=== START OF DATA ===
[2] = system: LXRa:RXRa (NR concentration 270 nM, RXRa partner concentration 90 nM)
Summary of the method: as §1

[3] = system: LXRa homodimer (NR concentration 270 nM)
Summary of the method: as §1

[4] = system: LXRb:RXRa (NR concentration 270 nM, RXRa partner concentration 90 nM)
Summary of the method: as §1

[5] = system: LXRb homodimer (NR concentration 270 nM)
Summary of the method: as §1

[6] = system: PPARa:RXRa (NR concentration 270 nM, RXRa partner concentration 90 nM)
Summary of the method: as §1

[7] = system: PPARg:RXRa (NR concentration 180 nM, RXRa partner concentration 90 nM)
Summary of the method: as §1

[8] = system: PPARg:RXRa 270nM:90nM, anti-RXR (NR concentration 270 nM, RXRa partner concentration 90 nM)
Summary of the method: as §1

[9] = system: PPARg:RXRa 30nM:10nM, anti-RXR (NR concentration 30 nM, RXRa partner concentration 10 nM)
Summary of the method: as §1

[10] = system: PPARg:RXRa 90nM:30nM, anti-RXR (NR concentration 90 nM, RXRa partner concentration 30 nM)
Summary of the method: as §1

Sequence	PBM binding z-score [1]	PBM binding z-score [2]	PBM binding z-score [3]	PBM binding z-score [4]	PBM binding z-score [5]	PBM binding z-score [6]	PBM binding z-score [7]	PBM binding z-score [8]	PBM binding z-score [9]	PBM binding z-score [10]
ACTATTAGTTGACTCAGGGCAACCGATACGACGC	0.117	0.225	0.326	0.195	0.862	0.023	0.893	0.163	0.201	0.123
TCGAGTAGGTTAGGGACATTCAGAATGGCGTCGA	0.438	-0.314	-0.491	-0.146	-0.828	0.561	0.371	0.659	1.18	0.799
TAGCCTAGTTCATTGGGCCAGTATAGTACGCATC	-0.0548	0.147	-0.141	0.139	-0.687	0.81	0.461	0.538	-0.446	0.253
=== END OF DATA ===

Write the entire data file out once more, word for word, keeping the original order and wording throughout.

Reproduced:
[2] = system: LXRa:RXRa (NR concentration 270 nM, RXRa partner concentration 90 nM)
Summary of the method: as §1

[3] = system: LXRa homodimer (NR concentration 270 nM)
Summary of the method: as §1

[4] = system: LXRb:RXRa (NR concentration 270 nM, RXRa partner concentration 90 nM)
Summary of the method: as §1

[5] = system: LXRb homodimer (NR concentration 270 nM)
Summary of the method: as §1

[6] = system: PPARa:RXRa (NR concentration 270 nM, RXRa partner concentration 90 nM)
Summary of the method: as §1

[7] = system: PPARg:RXRa (NR concentration 180 nM, RXRa partner concentration 90 nM)
Summary of the method: as §1

[8] = system: PPARg:RXRa 270nM:90nM, anti-RXR (NR concentration 270 nM, RXRa partner concentration 90 nM)
Summary of the method: as §1

[9] = system: PPARg:RXRa 30nM:10nM, anti-RXR (NR concentration 30 nM, RXRa partner concentration 10 nM)
Summary of the method: as §1

[10] = system: PPARg:RXRa 90nM:30nM, anti-RXR (NR concentration 90 nM, RXRa partner concentration 30 nM)
Summary of the method: as §1

Sequence	PBM binding z-score [1]	PBM binding z-score [2]	PBM binding z-score [3]	PBM binding z-score [4]	PBM binding z-score [5]	PBM binding z-score [6]	PBM binding z-score [7]	PBM binding z-score [8]	PBM binding z-score [9]	PBM binding z-score [10]
ACTATTAGTTGACTCAGGGCAACCGATACGACGC	0.117	0.225	0.326	0.195	0.862	0.023	0.893	0.163	0.201	0.123
TCGAGTAGGTTAGGGACATTCAGAATGGCGTCGA	0.438	-0.314	-0.491	-0.146	-0.828	0.561	0.371	0.659	1.18	0.799
TAGCCTAGTTCATTGGGCCAGTATAGTACGCATC	-0.0548	0.147	-0.141	0.139	-0.687	0.81	0.461	0.538	-0.446	0.253